Musing in his Captain’s Log as his birthday approaches, James Tiberius Kirk, his eyes as blue as the lens flare that accompanies the first shot of the Starship Enterprise, finds himself in a funk. “Things are starting to feel a little … episodic,” he confesses, in what even a sympathetic viewer might interpret as a meta-statement, a confession of franchise fatigue. Chris Pine, who has played Kirk since the big-screen reboot in 2009, is on his third voyage. This character, originated by William Shatner, has endured a lot more. The larger “Star Trek” enterprise has been boldly going on for a half-century, and more hours of television and cinema than I possess theGoogling acumen to tally.
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So you can understand why James T., a good soldier and also a bit of a loose cannon, might want to break out of the rut, and the title of the latest movie,“Star Trek Beyond,” teases the audience with the promise of novelty and risk. It’s not necessarily a criticism to note that not much materializes. Directed by the action maven Justin Lin from a script by Simon Pegg and Doug Jung, the film answers the question “Beyond what?” with a diffident “Well, nothing, really. Don’t worry!” It should have been called “Star Trek Within” in honor of its determination to color inside the lines, obeying the ironclad conventions of brand and genre.
Which is not, in itself, a bad thing. Not every wheel needs reinventing, and one of the abiding pleasures of “Star Trek,” in its old and newer iterations, lies in its balance of stubborn consistency and canny inventiveness. The characters never change, but the stakes can shift wildly from one adventure to the next. Fans love “Star Trek” precisely because of its episodic nature, which allows for a certain amount of variation in theme and tone. Sometimes the future of the universe hangs in the balance. Sometimes Kirk and his crew have to deal with local disputes and personnel issues. Or weird random stuff, like tribbles or Joan Collins-related time travel.
Unfortunately, 21st-century big-budget action movies are made according to a more rigid template, and “Beyond” follows its immediate predecessors,“Star Trek” and “Into Darkness” (both directed by J. J. Abrams), in sacrificing some of the old spirit to blockbuster imperatives. The Hollywood rule book stipulates that the climactic sequence should involve the noisy destruction of a lot of buildings and an extended hand-to-hand fight between the good guy and the main villain. The villain should be motivated by the usual villainous grudge. Millions of lives should be in danger, and the actual casualties should be numerous and filmed bloodlessly enough to preserve the PG-13 rating.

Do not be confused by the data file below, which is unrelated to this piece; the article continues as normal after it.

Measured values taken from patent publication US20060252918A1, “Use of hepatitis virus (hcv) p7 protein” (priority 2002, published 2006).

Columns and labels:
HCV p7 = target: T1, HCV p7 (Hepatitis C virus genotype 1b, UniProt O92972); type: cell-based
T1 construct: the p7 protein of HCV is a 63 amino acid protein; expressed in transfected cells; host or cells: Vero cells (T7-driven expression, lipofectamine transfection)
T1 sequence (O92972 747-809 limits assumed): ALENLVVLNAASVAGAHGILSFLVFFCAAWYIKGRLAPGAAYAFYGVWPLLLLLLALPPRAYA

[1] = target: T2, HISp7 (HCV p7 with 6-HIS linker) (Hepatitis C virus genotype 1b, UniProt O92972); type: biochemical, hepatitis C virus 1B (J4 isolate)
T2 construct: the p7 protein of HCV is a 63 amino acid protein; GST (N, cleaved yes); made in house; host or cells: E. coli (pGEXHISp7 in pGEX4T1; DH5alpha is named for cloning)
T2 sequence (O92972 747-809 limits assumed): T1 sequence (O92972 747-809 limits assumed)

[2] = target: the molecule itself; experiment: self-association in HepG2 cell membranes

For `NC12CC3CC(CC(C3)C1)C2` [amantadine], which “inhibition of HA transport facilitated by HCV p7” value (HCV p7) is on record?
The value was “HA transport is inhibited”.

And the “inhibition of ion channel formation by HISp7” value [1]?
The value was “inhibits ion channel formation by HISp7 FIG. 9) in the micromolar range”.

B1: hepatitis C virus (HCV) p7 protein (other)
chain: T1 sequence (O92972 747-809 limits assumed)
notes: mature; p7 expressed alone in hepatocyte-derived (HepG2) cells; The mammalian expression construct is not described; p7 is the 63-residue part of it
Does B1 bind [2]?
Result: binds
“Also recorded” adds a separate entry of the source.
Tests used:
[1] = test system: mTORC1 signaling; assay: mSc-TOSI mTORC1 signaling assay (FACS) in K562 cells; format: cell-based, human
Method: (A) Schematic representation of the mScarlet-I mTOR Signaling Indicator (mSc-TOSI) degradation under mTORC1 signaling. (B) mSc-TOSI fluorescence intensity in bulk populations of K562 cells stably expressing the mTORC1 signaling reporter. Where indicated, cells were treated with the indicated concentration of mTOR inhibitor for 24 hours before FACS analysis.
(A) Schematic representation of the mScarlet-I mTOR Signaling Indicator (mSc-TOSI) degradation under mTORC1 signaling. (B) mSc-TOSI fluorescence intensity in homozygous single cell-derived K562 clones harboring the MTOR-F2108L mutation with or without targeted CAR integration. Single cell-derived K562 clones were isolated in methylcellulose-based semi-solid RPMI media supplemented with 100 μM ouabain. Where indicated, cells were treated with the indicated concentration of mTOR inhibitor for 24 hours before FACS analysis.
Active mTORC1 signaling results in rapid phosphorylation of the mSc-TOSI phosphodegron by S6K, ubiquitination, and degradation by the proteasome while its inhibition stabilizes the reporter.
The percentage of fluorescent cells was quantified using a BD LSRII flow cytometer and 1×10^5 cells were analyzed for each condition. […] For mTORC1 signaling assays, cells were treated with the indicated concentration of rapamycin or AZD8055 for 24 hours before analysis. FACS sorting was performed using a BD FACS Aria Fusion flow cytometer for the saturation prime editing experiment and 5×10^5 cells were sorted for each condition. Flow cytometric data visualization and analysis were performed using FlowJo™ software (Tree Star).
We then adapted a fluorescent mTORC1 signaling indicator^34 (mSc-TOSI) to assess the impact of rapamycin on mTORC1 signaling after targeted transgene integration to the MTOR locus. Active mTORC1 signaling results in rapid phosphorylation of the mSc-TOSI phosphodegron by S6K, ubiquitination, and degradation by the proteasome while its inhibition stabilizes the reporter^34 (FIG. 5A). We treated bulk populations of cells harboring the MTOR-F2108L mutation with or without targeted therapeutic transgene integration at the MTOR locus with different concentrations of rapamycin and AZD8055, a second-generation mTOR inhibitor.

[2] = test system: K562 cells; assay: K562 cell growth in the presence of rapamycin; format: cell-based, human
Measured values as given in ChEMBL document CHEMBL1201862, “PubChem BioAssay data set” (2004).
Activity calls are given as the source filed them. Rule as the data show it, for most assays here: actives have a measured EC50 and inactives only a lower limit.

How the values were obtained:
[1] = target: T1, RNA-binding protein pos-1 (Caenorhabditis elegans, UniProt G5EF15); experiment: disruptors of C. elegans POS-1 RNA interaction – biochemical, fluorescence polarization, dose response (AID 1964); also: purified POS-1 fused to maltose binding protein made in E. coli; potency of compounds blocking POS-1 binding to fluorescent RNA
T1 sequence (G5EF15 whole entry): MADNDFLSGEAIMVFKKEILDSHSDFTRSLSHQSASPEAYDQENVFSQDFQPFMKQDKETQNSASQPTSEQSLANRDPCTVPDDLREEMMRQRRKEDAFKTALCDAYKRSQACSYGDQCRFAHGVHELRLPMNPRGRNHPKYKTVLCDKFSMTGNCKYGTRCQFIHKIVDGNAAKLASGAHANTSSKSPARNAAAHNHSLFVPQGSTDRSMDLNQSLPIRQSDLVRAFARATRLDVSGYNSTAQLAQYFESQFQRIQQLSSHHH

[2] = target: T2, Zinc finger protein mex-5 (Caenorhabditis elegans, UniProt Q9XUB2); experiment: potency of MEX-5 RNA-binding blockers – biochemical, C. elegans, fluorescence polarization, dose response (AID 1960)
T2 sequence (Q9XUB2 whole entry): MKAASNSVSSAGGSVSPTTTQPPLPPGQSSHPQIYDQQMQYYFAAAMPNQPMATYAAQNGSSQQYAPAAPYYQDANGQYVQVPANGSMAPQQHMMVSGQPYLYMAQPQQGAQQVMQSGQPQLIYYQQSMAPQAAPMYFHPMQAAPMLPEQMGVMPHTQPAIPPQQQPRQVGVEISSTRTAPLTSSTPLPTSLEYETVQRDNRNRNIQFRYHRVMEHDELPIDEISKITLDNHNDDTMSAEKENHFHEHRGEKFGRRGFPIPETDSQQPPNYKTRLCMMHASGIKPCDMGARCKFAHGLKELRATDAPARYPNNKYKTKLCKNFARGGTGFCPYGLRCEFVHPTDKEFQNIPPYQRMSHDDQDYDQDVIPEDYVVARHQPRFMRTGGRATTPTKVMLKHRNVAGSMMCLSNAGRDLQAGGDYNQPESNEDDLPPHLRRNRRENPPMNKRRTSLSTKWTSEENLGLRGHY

Up until the tedious and bombastic finish, though, you can have a pretty good time. In his work on the “Fast and Furious” movies, Mr. Lin has shown a playful willingness to extend — and, if necessary, suspend — the laws of physics, and his visual brashness can be a refreshing antidote to Mr. Abrams’s fussy tries to combine digital spectacle with old-fashioned cinematic discipline.
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Most important, the gang’s all here, and Mr. Lin proves once again to be an adept ensemble wrangler. Kirk grins and grimaces his way through yet another existential career crisis (and also does some motorcycle stunt driving). Spock (Zachary Quinto) and Uhura (Zoe Saldana) experience some love trouble. Spock and Bones (Karl Urban) take their bickering-astronaut vaudeville double act on the road once again. Sulu (John Cho), Chekov (Anton Yelchin) and Scotty (Mr. Pegg) provide technical support and comic relief, as necessary.
On the surface of a distant planet, the crew encounters a new nemesis and a new ally. The big baddie is a murderous warlord named Krall (Idris Elba, masked). The scrappy sidekick is a stranded fighter named Jaylah (Sofia Boutella, in zebra-stripe makeup). Things go more or less as you expect, with enough surprises and “reveals” to make you mad at me if I say too much more. The crew hops into, and out of, danger. Machinery fails and is repaired in the nick of time. Highly complicated imaginary science is explained with breathless urgency.
Sometimes, I have to say, the scientific breakthroughs feel a little too convenient. Jaylah has some kind of technology that makes giant spaceships invisible, and another kind that shoots fast-drying resin (or something). And there is some business at the end on an enormous space station that I did not buy for a minute. The nerd in me wants a bit more rigor, a bit more plausibility underneath the exuberant fakery. Maybe in the next episode.
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